Tuesday, 17 July 2012

Judgement Day

Alan Moore, Rob Liefeld, Gil Kane and others Judgement Day (1998)
It took the combined might of Garth Ennis and Neil Gaiman to cure my comic habit, at least as regular reader rather than someone who might pick up the odd half price collected edition every once in a while. One might argue that both Ennis and Gaiman are in fact, considerable talents who have brought much that is both refreshing and original to the field, but one would, in this case, be wrong.

Yes; it is that simple.

Rob Liefeld did much the same job a few years earlier, driving me away from superhero titles. It probably wasn't just him, and it can't have helped that my once beloved X-Men had split into about forty different comics, a development which was, I felt, taking the piss in terms of presumed brand loyalty; but it definitely didn't help that Rob Liefeld's X-Force was so astonishingly shite even by the standards of the time, all grimacing women with titanium knockers and no feet; he couldn't even draw a guy in a suit without it looking like the poor fucker had shit himself from guzzling too many steroids. The best thing that ever came out of Rob Liefeld's career was Grant Morrison's colossal pisstake Doom Force, possibly the most sarcastic comic book of all time.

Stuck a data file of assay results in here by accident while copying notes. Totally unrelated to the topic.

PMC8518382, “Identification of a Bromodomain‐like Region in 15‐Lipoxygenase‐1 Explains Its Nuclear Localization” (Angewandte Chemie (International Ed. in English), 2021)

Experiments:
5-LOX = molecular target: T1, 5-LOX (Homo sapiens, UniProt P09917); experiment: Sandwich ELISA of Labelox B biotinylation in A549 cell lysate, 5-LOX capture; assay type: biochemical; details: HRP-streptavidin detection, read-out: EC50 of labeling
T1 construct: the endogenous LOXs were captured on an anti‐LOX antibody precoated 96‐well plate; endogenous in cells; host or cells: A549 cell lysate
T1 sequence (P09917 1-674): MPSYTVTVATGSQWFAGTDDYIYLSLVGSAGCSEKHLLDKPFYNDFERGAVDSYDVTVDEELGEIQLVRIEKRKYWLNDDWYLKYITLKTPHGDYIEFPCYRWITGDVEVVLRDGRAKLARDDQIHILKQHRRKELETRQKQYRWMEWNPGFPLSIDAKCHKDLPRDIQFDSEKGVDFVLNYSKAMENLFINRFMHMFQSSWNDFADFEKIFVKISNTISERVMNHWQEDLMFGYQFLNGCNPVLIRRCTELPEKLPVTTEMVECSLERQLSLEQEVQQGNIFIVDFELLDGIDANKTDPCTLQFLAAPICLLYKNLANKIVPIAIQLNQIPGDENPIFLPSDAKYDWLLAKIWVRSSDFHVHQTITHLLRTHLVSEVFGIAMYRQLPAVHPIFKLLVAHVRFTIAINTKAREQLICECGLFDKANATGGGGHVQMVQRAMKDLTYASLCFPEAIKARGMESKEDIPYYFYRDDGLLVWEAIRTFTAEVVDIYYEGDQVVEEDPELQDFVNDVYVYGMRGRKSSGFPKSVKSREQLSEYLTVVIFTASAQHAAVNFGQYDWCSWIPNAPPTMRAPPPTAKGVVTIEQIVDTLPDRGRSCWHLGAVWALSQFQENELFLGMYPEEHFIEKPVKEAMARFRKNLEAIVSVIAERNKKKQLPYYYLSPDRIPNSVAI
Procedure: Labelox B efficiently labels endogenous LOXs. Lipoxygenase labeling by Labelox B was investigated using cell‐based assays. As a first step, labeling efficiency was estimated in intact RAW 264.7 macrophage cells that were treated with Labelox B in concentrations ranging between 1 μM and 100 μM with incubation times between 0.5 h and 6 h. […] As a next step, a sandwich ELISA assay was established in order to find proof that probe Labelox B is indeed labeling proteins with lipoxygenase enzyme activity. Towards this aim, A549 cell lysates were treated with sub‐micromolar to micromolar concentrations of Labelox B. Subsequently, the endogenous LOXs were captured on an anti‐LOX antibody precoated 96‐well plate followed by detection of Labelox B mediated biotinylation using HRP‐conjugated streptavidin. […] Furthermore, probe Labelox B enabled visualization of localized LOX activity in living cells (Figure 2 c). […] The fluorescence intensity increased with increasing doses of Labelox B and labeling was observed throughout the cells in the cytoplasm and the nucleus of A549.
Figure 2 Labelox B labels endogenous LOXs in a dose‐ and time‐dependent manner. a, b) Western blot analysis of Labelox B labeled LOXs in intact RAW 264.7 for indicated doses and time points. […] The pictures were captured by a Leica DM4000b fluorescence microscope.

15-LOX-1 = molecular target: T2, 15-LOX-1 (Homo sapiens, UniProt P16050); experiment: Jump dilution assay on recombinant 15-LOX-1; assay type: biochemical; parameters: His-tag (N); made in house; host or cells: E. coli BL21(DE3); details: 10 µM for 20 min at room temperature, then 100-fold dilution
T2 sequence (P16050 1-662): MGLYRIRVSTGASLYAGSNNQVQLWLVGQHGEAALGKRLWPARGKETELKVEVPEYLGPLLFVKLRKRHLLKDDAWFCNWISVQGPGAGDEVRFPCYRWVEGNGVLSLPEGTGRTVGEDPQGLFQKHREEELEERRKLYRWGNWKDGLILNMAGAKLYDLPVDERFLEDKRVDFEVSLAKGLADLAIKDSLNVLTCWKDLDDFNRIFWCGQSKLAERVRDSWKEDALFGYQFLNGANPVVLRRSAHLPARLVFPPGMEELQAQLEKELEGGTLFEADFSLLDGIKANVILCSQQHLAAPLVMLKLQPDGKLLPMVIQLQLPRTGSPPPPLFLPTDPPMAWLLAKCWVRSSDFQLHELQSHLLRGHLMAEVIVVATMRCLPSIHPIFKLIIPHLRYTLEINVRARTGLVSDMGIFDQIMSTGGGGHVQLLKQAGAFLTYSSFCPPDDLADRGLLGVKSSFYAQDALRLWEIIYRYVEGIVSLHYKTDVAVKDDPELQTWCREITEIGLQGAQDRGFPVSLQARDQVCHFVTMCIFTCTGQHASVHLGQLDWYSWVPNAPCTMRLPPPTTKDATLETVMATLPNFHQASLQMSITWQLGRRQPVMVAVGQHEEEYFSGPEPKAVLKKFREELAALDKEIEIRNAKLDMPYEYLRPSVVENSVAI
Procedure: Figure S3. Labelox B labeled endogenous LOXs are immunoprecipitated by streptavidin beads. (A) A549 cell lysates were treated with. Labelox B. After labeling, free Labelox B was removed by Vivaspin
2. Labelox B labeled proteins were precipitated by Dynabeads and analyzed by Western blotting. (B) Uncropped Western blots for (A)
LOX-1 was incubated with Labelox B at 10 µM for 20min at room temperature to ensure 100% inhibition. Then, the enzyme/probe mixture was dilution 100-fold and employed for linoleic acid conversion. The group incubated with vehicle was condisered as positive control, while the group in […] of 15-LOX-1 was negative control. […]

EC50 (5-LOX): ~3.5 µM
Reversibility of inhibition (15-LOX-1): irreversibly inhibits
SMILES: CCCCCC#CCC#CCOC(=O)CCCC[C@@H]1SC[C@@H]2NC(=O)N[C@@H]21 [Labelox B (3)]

And yet...

Whilst there's not one word of a lie in Progressive Boink's 40 Worst Rob Liefeld Drawings, there's nevertheless something weirdly fascinating about his anatomically wonky showroom dummies. His art is so bizarrely stylised that it sometimes seems like criticising its numerous failings might be tantamount to throwing out all your AC/DC records because they don't sound like Laurie Anderson. So I picked this up on the off chance of Alan Moore somehow making it work, sort of like Eno drafted in to remix The Macc Lads. Youngblood was Liefeld's own creation for Image Comics, a typically nineties team of scowling superpowered ninja types - superheroes with guns and knives always seemed to be missing a trick to me, but there you are - probably less annoying than Garth Ennis or Neil Gaiman, but that's hardly a recommendation. Alan Moore did his best to make it interesting, adding several millennia of back story,  bringing in a few artists who weren't Liefeld to show you how things would have looked done properly, and most notably telling a tale which seems to accuse Liefeld's generation of producing shite comics, which of course they did. I can't help but wonder whether Liefeld noticed that he was drawing a story which seems to question his own competence, but being as his introduction praises Judgement Day as a sequel to Watchmen, I guess not. It's far from being Alan Moore's greatest, but is entertaining enough in its own way.

No comments:

Post a Comment